WESTCLIFFE, Colo.– With his sidearm sticking out from under leather chaps, Justin Krall swung up into the saddle of his mule, Speedy, and gently nudged it up the Cottonwood Creek trail as he tugged the reins of his other mule, Jenny, following behind.
On Jenny’s back were two large saddle tanks packed with about 2,000 rare Hayden Creek cutthroat trout and pressurized steel canisters pumping oxygen into the water. Krall, a District Wildlife Manager for Colorado Parks and Wildlife (CPW), was helping the agency’s aquatic biologists move the fish about six miles up the steep trail to the upper reaches of the creek.
Two more mules shared the trail with Krall, Speedy and Jenny. They belonged to Jeff Outhier of the U.S. Forest Service (USFS) who also helped carry the load up Cottonwood Creek trail along with dozens of CPW, USFS and Trout Unlimited volunteers on July 1.
They all endured hot sun and drenching rains as they hauled bags of four-inch fish and deposited them at various points upstream.
CPW went to extremes to get these fish into the creek because they are very special fish. They contain genetic markers matching museum specimens collected by early explorers. In 1889, ichthyologist David Starr Jordan collected a pair of trout specimens from Twin Lakes, near Leadville. Today those specimens reside at the Smithsonian Institution’s National Museum of Natural History. The Hayden Creek cutthroat trout are the only known modern fish to share their genetics.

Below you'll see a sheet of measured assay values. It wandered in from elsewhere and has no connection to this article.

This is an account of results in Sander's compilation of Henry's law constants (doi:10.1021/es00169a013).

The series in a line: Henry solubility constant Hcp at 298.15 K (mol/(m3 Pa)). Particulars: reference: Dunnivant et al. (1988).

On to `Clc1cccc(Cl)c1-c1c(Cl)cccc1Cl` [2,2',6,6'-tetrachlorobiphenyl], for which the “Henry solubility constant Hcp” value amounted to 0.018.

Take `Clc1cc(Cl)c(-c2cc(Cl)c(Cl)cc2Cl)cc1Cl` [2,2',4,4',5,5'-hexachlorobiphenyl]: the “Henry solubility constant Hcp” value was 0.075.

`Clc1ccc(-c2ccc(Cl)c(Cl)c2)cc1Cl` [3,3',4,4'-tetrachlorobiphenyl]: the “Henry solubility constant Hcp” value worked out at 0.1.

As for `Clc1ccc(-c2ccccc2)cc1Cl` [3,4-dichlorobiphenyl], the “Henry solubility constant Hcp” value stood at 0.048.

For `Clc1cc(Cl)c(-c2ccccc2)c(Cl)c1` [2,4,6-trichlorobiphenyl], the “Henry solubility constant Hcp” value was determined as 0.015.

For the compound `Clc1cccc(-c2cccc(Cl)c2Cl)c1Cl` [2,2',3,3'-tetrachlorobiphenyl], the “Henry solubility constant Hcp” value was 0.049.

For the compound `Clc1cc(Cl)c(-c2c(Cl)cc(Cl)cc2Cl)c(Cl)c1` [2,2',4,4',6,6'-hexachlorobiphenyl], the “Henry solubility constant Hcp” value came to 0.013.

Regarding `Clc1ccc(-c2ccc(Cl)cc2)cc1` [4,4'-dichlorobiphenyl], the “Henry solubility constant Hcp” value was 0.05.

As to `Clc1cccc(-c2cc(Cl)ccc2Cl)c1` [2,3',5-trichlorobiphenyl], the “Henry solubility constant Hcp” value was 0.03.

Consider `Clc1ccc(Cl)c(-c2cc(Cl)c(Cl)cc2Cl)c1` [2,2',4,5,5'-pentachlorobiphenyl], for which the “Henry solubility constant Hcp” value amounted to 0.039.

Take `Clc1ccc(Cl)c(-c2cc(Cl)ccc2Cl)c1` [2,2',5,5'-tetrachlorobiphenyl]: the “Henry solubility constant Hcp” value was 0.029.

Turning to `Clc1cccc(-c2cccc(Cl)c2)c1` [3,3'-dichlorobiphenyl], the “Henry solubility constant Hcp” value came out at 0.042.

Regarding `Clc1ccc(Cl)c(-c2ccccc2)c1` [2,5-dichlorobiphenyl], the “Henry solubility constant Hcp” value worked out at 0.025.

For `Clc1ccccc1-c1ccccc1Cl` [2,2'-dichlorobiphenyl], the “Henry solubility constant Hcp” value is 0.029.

The fish stocked July 1 are descendants of 158 trout rescued by CPW from the Hayden Pass Fire in 2016, which threatened to wipe out the only known population still in existence.
As the 2016 fire raged southwest of Cañon City, aquatic biologists and staff from CPW and USFS crossed fire lines to rescue the trout before monsoon rains came, flushing the creek with choking sediment. The fish caught that day were taken to the Roaring Judy Hatchery isolation facility near Crested Butte and spawned the following springs. Meanwhile, CPW surveys of Hayden Creek after the fire and subsequent ash flows didn’t find a single survivor.
But it’s not enough to save them in a hatchery. CPW wants to restore them to several streams within the Arkansas Basin to ensure these unique cutthroat genes survive.
“We are looking at several streams in the Arkansas basin where these fish could be introduced,” said Josh Nehring, CPW senior aquatic biologist. “Spreading them across the region makes them less vulnerable to extinction due to an isolated catastrophic fire or flood event. Restoring these unique fish is a key first step to preserving these unique genes and ensuring we continue to have them on the landscape.”